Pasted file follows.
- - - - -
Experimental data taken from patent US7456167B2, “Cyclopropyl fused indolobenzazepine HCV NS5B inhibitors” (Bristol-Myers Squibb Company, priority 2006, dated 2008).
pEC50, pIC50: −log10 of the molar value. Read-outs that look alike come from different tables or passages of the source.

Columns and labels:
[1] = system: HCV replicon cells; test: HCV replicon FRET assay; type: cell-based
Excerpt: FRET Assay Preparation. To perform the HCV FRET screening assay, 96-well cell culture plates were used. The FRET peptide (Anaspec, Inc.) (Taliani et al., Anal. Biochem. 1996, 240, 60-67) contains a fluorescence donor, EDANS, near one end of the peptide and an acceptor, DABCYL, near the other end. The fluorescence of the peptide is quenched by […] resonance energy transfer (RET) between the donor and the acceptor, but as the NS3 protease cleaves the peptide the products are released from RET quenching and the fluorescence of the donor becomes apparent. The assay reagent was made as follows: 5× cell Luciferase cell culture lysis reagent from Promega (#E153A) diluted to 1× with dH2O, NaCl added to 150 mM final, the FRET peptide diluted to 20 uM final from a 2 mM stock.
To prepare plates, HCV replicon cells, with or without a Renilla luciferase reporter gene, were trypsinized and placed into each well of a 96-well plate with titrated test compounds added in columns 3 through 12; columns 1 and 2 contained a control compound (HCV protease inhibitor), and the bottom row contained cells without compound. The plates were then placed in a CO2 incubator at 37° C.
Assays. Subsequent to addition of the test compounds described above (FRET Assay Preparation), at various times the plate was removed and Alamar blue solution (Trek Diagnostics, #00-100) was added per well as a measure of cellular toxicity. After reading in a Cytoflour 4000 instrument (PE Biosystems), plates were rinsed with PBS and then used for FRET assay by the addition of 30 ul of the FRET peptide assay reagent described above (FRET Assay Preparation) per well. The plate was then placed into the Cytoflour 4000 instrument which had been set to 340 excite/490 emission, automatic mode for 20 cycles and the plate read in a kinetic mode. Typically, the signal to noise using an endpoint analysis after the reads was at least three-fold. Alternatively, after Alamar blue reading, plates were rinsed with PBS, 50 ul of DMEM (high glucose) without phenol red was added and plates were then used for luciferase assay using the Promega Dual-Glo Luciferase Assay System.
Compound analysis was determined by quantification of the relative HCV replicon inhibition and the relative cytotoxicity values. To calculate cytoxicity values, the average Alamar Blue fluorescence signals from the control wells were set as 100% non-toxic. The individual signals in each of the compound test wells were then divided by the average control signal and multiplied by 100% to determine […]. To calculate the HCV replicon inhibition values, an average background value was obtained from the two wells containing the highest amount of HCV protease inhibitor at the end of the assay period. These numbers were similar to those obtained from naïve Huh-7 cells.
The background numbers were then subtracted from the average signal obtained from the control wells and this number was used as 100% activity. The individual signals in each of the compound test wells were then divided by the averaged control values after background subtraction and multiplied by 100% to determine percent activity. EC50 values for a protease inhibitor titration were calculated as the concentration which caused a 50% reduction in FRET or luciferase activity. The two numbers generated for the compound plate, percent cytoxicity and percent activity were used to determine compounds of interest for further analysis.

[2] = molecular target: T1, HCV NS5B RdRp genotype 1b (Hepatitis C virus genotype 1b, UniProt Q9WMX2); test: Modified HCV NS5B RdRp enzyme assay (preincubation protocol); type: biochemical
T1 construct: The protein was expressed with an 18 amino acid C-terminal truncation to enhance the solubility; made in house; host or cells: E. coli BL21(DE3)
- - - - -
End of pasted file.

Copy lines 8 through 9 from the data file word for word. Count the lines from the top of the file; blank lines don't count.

Compound analysis was determined by quantification of the relative HCV replicon inhibition and the relative cytotoxicity values. To calculate cytoxicity values, the average Alamar Blue fluorescence signals from the control wells were set as 100% non-toxic. The individual signals in each of the compound test wells were then divided by the average control signal and multiplied by 100% to determine […]. To calculate the HCV replicon inhibition values, an average background value was obtained from the two wells containing the highest amount of HCV protease inhibitor at the end of the assay period. These numbers were similar to those obtained from naïve Huh-7 cells.
The background numbers were then subtracted from the average signal obtained from the control wells and this number was used as 100% activity. The individual signals in each of the compound test wells were then divided by the averaged control values after background subtraction and multiplied by 100% to determine percent activity. EC50 values for a protease inhibitor titration were calculated as the concentration which caused a 50% reduction in FRET or luciferase activity. The two numbers generated for the compound plate, percent cytoxicity and percent activity were used to determine compounds of interest for further analysis.